The Agile Manifesto is a leadership mindset, consisting of values and principles. It is neither a methodology, nor a process framework. The first value pair is “Individuals and interactions over processes and tools”. Please note: there is over, not instead of. The Manifesto is an appeal for change, a response to the failure of the dominant software development project management paradigms, and that, of course, includes also the so-called Waterfall process.
Scrum is an Inspect&Adapt-Framework for successful product development that establishes short feedback loops to cope with complexity and risk. Scrum deals with the question: “Are we doing the right thing?” For this purpose, the customer should be deeply involved. And yes, Scrum is part of the Agile movement. But it’s not the only one.
These two things should never be mixed.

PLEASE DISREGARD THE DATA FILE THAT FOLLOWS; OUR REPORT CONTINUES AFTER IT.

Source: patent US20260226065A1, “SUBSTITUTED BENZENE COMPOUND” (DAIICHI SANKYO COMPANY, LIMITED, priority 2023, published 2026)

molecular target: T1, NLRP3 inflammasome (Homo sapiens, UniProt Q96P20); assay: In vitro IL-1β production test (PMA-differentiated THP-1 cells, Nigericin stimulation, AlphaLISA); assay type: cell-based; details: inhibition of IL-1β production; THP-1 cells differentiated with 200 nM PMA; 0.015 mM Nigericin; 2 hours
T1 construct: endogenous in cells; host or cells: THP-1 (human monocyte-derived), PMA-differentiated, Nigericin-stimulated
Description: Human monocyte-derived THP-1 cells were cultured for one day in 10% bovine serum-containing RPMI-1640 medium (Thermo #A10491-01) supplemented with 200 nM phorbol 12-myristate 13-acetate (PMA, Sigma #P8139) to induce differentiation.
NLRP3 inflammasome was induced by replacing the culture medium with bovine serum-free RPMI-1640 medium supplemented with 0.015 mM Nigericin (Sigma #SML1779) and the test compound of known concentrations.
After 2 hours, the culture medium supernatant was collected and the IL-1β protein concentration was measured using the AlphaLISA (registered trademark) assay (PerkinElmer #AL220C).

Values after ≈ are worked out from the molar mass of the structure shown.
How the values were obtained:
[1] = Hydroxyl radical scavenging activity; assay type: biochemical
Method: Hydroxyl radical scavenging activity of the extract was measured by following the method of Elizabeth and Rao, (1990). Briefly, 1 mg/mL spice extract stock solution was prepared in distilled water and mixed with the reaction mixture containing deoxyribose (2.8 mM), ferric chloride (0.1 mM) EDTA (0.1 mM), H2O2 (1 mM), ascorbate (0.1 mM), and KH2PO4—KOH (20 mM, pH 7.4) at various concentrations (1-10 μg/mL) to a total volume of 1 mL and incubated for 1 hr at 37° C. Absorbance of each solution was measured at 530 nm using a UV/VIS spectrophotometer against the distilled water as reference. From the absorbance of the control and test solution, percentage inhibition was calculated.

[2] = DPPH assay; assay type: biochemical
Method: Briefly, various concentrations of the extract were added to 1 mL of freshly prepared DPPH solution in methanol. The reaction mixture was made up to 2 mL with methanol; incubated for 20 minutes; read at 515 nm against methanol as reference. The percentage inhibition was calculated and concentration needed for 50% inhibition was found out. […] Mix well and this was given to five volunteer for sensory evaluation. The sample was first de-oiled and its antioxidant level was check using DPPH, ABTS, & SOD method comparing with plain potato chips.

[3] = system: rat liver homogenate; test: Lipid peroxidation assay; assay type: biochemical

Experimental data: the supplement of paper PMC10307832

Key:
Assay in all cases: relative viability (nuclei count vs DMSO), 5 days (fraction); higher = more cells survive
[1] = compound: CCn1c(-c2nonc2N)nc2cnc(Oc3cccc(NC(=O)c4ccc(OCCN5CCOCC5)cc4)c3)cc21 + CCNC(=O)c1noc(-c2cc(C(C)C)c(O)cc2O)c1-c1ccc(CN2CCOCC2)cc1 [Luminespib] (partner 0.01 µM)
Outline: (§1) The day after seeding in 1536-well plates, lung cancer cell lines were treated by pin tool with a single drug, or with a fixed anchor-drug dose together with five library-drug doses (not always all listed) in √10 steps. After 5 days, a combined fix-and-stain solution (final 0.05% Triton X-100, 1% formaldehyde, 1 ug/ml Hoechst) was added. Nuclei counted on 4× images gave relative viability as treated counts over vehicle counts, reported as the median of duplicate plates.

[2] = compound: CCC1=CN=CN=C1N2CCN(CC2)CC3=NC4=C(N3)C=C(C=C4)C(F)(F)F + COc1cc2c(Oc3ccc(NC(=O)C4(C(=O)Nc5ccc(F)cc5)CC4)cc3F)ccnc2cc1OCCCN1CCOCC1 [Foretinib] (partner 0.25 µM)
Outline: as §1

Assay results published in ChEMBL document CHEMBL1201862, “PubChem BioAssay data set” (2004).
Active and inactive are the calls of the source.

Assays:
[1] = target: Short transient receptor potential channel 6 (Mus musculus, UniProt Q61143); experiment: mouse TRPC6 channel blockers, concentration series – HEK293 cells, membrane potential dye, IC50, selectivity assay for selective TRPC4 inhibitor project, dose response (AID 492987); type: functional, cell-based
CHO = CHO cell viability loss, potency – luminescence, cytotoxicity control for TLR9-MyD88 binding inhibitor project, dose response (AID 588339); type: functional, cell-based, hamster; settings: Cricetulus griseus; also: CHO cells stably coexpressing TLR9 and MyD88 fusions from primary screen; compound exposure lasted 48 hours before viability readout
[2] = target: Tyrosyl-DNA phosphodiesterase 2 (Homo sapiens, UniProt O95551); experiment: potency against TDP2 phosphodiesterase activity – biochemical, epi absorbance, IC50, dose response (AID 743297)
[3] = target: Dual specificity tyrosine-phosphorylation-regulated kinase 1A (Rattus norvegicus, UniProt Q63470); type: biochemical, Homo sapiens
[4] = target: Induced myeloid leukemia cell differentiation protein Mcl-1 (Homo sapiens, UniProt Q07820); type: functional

Of course, there are many really bad implementations of Scrum out there. Some of them don’t deserve to be called Scrum at all. Sometimes the management just heard about this crazy new thing and decided: We need that too! But they didn’t really understood the purpose to do software development that way, in the era of ever-increasing complexity.
Sir Winston Royce can be called the inventor of waterfall. He described the waterfall process as an easy way to develop software, which works only for the most easiest and simplest projects. Think about it.